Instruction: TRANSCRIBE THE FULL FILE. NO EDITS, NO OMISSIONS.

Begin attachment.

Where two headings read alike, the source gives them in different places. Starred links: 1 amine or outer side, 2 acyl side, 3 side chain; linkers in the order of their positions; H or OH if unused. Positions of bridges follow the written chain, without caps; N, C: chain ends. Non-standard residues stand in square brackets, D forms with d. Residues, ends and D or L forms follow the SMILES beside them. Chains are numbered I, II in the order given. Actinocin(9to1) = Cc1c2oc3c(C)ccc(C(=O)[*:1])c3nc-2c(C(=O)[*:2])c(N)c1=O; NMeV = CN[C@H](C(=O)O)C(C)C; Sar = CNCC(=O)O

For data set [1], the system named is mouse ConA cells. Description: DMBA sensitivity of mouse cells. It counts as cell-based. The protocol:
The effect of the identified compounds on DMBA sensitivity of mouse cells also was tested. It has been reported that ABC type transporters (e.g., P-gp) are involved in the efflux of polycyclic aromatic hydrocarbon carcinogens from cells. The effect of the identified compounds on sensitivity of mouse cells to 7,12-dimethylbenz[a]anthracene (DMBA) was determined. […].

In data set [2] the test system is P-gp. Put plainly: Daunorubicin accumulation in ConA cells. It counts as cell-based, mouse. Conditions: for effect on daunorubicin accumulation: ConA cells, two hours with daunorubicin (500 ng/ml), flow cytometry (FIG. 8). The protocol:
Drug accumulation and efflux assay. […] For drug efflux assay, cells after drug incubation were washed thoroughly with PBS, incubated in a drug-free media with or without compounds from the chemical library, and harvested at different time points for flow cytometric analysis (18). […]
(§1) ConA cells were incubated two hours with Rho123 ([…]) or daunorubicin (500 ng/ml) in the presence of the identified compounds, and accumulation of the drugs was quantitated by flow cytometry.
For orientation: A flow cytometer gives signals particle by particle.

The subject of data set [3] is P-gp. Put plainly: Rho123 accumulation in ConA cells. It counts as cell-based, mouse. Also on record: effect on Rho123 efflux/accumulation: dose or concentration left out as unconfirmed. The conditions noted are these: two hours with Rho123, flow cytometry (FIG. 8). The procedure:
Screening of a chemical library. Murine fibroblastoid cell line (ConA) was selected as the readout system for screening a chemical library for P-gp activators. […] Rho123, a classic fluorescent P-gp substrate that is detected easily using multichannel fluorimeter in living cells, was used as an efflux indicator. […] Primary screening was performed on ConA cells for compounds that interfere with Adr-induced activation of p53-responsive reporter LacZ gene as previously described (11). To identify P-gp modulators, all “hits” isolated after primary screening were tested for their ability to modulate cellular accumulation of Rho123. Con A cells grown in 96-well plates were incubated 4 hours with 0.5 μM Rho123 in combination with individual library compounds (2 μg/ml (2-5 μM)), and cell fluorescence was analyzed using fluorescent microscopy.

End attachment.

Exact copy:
Where two headings read alike, the source gives them in different places. Starred links: 1 amine or outer side, 2 acyl side, 3 side chain; linkers in the order of their positions; H or OH if unused. Positions of bridges follow the written chain, without caps; N, C: chain ends. Non-standard residues stand in square brackets, D forms with d. Residues, ends and D or L forms follow the SMILES beside them. Chains are numbered I, II in the order given. Actinocin(9to1) = Cc1c2oc3c(C)ccc(C(=O)[*:1])c3nc-2c(C(=O)[*:2])c(N)c1=O; NMeV = CN[C@H](C(=O)O)C(C)C; Sar = CNCC(=O)O

For data set [1], the system named is mouse ConA cells. Description: DMBA sensitivity of mouse cells. It counts as cell-based. The protocol:
The effect of the identified compounds on DMBA sensitivity of mouse cells also was tested. It has been reported that ABC type transporters (e.g., P-gp) are involved in the efflux of polycyclic aromatic hydrocarbon carcinogens from cells. The effect of the identified compounds on sensitivity of mouse cells to 7,12-dimethylbenz[a]anthracene (DMBA) was determined. […].

In data set [2] the test system is P-gp. Put plainly: Daunorubicin accumulation in ConA cells. It counts as cell-based, mouse. Conditions: for effect on daunorubicin accumulation: ConA cells, two hours with daunorubicin (500 ng/ml), flow cytometry (FIG. 8). The protocol:
Drug accumulation and efflux assay. […] For drug efflux assay, cells after drug incubation were washed thoroughly with PBS, incubated in a drug-free media with or without compounds from the chemical library, and harvested at different time points for flow cytometric analysis (18). […]
(§1) ConA cells were incubated two hours with Rho123 ([…]) or daunorubicin (500 ng/ml) in the presence of the identified compounds, and accumulation of the drugs was quantitated by flow cytometry.
For orientation: A flow cytometer gives signals particle by particle.

The subject of data set [3] is P-gp. Put plainly: Rho123 accumulation in ConA cells. It counts as cell-based, mouse. Also on record: effect on Rho123 efflux/accumulation: dose or concentration left out as unconfirmed. The conditions noted are these: two hours with Rho123, flow cytometry (FIG. 8). The procedure:
Screening of a chemical library. Murine fibroblastoid cell line (ConA) was selected as the readout system for screening a chemical library for P-gp activators. […] Rho123, a classic fluorescent P-gp substrate that is detected easily using multichannel fluorimeter in living cells, was used as an efflux indicator. […] Primary screening was performed on ConA cells for compounds that interfere with Adr-induced activation of p53-responsive reporter LacZ gene as previously described (11). To identify P-gp modulators, all “hits” isolated after primary screening were tested for their ability to modulate cellular accumulation of Rho123. Con A cells grown in 96-well plates were incubated 4 hours with 0.5 μM Rho123 in combination with individual library compounds (2 μg/ml (2-5 μM)), and cell fluorescence was analyzed using fluorescent microscopy.